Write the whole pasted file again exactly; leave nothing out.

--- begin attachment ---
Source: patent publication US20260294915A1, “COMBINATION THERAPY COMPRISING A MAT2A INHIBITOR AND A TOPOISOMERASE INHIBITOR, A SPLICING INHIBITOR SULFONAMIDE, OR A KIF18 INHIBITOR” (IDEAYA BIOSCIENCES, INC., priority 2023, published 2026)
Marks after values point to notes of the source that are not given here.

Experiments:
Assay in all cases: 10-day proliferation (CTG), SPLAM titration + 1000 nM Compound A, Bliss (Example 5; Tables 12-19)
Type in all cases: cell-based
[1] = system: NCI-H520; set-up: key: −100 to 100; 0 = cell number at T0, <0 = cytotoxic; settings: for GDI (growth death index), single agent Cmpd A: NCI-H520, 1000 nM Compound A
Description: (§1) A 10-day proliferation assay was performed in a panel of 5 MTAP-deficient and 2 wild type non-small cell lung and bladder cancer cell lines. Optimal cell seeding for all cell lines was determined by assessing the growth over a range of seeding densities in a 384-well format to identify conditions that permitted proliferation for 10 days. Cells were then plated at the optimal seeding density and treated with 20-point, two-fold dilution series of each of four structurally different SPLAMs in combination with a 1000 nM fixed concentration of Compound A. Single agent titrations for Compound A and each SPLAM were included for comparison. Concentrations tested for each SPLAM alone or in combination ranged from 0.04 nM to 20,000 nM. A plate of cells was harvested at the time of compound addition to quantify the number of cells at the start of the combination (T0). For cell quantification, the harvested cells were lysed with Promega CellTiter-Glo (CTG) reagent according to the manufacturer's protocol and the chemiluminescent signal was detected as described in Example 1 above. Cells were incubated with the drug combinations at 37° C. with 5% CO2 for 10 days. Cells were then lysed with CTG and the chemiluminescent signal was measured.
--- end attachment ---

Source: patent publication US20260294915A1, “COMBINATION THERAPY COMPRISING A MAT2A INHIBITOR AND A TOPOISOMERASE INHIBITOR, A SPLICING INHIBITOR SULFONAMIDE, OR A KIF18 INHIBITOR” (IDEAYA BIOSCIENCES, INC., priority 2023, published 2026)
Marks after values point to notes of the source that are not given here.

Experiments:
Assay in all cases: 10-day proliferation (CTG), SPLAM titration + 1000 nM Compound A, Bliss (Example 5; Tables 12-19)
Type in all cases: cell-based
[1] = system: NCI-H520; set-up: key: −100 to 100; 0 = cell number at T0, <0 = cytotoxic; settings: for GDI (growth death index), single agent Cmpd A: NCI-H520, 1000 nM Compound A
Description: (§1) A 10-day proliferation assay was performed in a panel of 5 MTAP-deficient and 2 wild type non-small cell lung and bladder cancer cell lines. Optimal cell seeding for all cell lines was determined by assessing the growth over a range of seeding densities in a 384-well format to identify conditions that permitted proliferation for 10 days. Cells were then plated at the optimal seeding density and treated with 20-point, two-fold dilution series of each of four structurally different SPLAMs in combination with a 1000 nM fixed concentration of Compound A. Single agent titrations for Compound A and each SPLAM were included for comparison. Concentrations tested for each SPLAM alone or in combination ranged from 0.04 nM to 20,000 nM. A plate of cells was harvested at the time of compound addition to quantify the number of cells at the start of the combination (T0). For cell quantification, the harvested cells were lysed with Promega CellTiter-Glo (CTG) reagent according to the manufacturer's protocol and the chemiluminescent signal was detected as described in Example 1 above. Cells were incubated with the drug combinations at 37° C. with 5% CO2 for 10 days. Cells were then lysed with CTG and the chemiluminescent signal was measured.